So you've been paying for the privilege of paying all of his expenses, including board....He was/is a rescue horse who was about 250lbs under weight at the time and being used for lessons. she let me do a full time lease on him.....For the past month I have been putting weight on him (paying for all of his supplements), paying full boarding fees
I wouldn't offer $250 for this horse, much less pay $2500. The tumor in his mouth will eventually cause difficulty if it continues to grow. Large Vet Bill.The vet says he is in his late 20's, has a tumor in his mouth, a cluster of tumors on his penis, as well as a couple of tumors on his bum.
the owner wants to sell him right away now and she is asking $2,500!
The tumors on his penis also have the potential to cause problems with his being able to urinate, resulting in bladder infections and possible kidney damage. Huge Vet Bills.
I'm betting the vet check was also the 1 year adoption check -- which is why she was unwilling to sell before. Note: My rescue wasn't officially 'mine' for a year.
She's suddenly willing to sell after the vet discloses the information above; she's seeing the same thing I am. Vet Bills. She's also seeing YOU. Someone with hearts in the her eyes and cash in her wallet and thinks she can off-load a problem and make a profit at the same time.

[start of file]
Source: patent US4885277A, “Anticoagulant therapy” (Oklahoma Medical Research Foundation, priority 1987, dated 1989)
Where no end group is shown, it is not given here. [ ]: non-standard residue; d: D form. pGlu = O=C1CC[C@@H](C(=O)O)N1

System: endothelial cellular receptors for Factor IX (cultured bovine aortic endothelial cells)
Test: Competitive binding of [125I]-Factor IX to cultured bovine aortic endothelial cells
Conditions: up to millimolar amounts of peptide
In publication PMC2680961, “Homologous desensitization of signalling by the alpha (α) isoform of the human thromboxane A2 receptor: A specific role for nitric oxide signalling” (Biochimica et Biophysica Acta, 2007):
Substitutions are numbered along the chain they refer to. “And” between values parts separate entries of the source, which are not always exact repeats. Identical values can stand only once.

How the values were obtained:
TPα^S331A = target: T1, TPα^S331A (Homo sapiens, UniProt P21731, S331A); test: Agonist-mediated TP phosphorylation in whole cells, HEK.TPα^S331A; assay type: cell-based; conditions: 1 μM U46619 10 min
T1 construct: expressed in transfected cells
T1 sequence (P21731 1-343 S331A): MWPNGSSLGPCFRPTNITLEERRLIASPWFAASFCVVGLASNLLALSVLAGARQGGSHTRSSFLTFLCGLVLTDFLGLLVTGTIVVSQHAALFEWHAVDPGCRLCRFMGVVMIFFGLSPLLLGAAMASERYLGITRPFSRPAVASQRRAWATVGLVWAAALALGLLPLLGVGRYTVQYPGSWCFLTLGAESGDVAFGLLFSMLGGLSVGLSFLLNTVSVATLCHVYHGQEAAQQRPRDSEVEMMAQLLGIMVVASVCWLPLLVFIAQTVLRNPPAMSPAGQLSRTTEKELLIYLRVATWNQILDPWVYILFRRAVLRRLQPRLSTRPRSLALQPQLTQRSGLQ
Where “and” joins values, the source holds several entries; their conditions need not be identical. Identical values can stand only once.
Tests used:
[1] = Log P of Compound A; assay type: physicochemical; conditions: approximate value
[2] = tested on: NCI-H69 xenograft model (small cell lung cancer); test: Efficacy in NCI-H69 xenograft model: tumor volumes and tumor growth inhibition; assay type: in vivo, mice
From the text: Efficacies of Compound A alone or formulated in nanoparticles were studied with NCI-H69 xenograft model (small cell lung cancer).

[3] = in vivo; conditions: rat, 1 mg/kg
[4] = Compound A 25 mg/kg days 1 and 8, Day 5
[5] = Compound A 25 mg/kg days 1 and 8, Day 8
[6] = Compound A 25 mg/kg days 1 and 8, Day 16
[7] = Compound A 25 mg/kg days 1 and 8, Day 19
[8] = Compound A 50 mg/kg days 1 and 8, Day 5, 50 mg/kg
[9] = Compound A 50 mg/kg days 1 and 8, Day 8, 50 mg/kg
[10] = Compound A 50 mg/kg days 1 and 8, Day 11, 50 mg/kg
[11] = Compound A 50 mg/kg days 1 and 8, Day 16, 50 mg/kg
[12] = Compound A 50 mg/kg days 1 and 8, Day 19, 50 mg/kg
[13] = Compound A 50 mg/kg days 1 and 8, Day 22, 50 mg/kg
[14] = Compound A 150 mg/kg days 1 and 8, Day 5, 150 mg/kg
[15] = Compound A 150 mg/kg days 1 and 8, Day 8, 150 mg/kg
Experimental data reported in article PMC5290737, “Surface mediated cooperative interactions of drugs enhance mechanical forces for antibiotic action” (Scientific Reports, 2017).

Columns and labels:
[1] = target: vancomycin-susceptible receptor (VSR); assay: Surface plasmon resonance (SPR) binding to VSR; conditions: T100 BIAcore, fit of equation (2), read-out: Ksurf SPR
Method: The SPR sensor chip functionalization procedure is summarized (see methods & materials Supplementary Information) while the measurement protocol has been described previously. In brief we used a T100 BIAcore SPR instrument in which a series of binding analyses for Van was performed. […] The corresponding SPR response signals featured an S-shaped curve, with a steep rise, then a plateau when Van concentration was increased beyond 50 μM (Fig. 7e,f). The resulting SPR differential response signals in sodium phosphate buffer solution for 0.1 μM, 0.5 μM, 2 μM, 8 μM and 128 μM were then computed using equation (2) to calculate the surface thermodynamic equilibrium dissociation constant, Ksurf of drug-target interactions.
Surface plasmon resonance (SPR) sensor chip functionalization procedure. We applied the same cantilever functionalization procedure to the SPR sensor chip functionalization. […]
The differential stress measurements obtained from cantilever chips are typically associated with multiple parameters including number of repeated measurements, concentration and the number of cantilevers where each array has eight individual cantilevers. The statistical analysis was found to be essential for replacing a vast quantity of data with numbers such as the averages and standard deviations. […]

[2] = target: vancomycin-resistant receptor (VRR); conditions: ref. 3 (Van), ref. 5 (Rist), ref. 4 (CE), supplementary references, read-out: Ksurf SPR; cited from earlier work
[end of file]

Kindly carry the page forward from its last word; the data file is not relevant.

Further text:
I'd drop the lease, let the BO start picking up the costs, etc. and see if the price comes down. At the same time, I'd offer to take the horse off her hands if, a) she can prove she's met the rescue/adoption time rules and, b) if she'll take what the horse is actually worth - which is nothing.
I'm sorry if it sounds like I'm being cruel, but a horse of his age and condition probably isn't going to be usably sound for more than 5 years - and you'll be lucky to get that. After that, you have the expenses of an aging pasture ornament. Board, feed, vet, farrier, etc.
I know that you love this horse, but the BO doesn't. She just wants to make back whatever monies she's already spent. That isn't your problem. You need to look at what the future will cost. That $1000-1500 you say you can afford is best held onto for this one's vet bills, or a different horse.